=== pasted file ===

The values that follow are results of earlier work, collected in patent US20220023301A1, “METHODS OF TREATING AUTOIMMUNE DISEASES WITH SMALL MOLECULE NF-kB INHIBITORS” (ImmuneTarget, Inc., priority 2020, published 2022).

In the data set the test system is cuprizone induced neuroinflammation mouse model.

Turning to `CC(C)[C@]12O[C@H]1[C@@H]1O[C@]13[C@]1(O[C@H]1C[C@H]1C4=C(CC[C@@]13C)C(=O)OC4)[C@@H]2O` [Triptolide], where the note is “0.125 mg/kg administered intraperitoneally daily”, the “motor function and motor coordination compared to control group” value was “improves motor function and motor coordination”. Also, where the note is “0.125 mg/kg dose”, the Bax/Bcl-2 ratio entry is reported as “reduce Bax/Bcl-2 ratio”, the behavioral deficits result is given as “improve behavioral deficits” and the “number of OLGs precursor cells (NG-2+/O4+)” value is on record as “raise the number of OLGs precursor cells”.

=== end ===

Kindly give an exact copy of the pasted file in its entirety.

The values that follow are results of earlier work, collected in patent US20220023301A1, “METHODS OF TREATING AUTOIMMUNE DISEASES WITH SMALL MOLECULE NF-kB INHIBITORS” (ImmuneTarget, Inc., priority 2020, published 2022).

In the data set the test system is cuprizone induced neuroinflammation mouse model.

Turning to `CC(C)[C@]12O[C@H]1[C@@H]1O[C@]13[C@]1(O[C@H]1C[C@H]1C4=C(CC[C@@]13C)C(=O)OC4)[C@@H]2O` [Triptolide], where the note is “0.125 mg/kg administered intraperitoneally daily”, the “motor function and motor coordination compared to control group” value was “improves motor function and motor coordination”. Also, where the note is “0.125 mg/kg dose”, the Bax/Bcl-2 ratio entry is reported as “reduce Bax/Bcl-2 ratio”, the behavioral deficits result is given as “improve behavioral deficits” and the “number of OLGs precursor cells (NG-2+/O4+)” value is on record as “raise the number of OLGs precursor cells”.